Advisers who adapt to the rise of the robo-adviser and integrate it into their advice processes will help attract long-term customers, a pensions specialist has claimed.
David Thompson, managing director of marketing and proposition for Axa Wealth, said he was aware the rise of robo-advice had been “dubbed by some as the beginning of the end for traditional face-to-face advice”.
This was particularly becoming an issue as large UK banks have started to show some interest in delivering an automated advice model, perhaps indicating a return to the advice market many left in the lead-up to the implementation of the Retail Distribution Review.
However, he said advisers should not consider robo-advice as a threat, but an opportunity.
“A closer look at how robo-advice is currently taking off in the UK reveals an opportunity for advisers who are also willing to consider incorporating automated services into their business model”, Mr Thompson said.
Some advisers, responding initially to the findings of the Financial Advice Market Review in March this year, said they had not considered using automated services.
Yvonne Goodwin, at Leeds-based Yvonne Goodwin Wealth Management, told FTAdviser at the time her firm had “no plans” to install an automated model, arguing there is still demand for traditional face-to-face advice.
However, Mr Thompson added: “By having their own automated model in place, advisers can target the same pool of potential customers [as are the banks], who are looking to take their first move into financial advice and use its existing offering to serve as an ideal stepping stone if and when the customer requires a fuller advice service.”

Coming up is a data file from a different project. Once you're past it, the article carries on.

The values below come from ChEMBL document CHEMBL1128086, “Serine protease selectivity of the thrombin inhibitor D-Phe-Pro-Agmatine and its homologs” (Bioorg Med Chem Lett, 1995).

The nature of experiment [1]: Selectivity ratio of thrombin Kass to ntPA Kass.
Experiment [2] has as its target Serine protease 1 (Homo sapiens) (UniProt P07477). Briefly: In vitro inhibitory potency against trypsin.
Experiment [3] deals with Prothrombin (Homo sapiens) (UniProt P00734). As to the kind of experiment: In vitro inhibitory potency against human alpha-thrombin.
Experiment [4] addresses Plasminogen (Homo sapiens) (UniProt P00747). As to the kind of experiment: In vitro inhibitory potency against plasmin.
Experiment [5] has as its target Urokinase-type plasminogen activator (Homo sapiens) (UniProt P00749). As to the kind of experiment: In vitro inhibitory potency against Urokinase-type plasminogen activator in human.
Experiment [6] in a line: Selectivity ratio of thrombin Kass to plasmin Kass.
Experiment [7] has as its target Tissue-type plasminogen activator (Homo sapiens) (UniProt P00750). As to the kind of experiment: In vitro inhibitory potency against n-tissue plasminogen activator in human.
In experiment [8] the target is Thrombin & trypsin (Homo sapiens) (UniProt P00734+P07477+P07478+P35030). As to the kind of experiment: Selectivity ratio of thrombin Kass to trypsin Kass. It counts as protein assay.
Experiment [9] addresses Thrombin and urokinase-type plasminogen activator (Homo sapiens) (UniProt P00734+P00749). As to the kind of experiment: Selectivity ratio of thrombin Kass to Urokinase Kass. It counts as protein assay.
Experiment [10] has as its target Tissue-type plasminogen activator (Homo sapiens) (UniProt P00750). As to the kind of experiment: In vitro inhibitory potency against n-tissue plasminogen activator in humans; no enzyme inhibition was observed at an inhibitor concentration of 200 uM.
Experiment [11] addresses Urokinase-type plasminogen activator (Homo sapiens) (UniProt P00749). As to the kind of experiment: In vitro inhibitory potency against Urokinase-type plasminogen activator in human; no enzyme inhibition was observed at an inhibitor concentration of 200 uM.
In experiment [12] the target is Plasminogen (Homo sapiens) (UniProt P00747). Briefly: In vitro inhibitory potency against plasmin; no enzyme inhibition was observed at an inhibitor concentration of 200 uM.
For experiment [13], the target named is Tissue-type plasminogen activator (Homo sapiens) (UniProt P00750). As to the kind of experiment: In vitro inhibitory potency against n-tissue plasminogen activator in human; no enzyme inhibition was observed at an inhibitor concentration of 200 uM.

So rather than advisers having to create a standalone product, using some form or robo-advice could “actually compliment a full advice model and help attract customers for the long-term”, Mr Thompson concluded.
His comments came as Royal Bank of Scotland and Natwest announced that, from June, they will be replacing advisers with an automated service. The banking group will no longer be offering face-to-face investment advice for customers with assets of less than £250,000.
As reported by FTAdviser, RBS will also be scrapping face-to-face protection advice completely, offering it only over the telephone.
Find out more and earn 30m structured CPD by reading David Thompson’s article: Robo-Advice: the good, the bad and the ugly.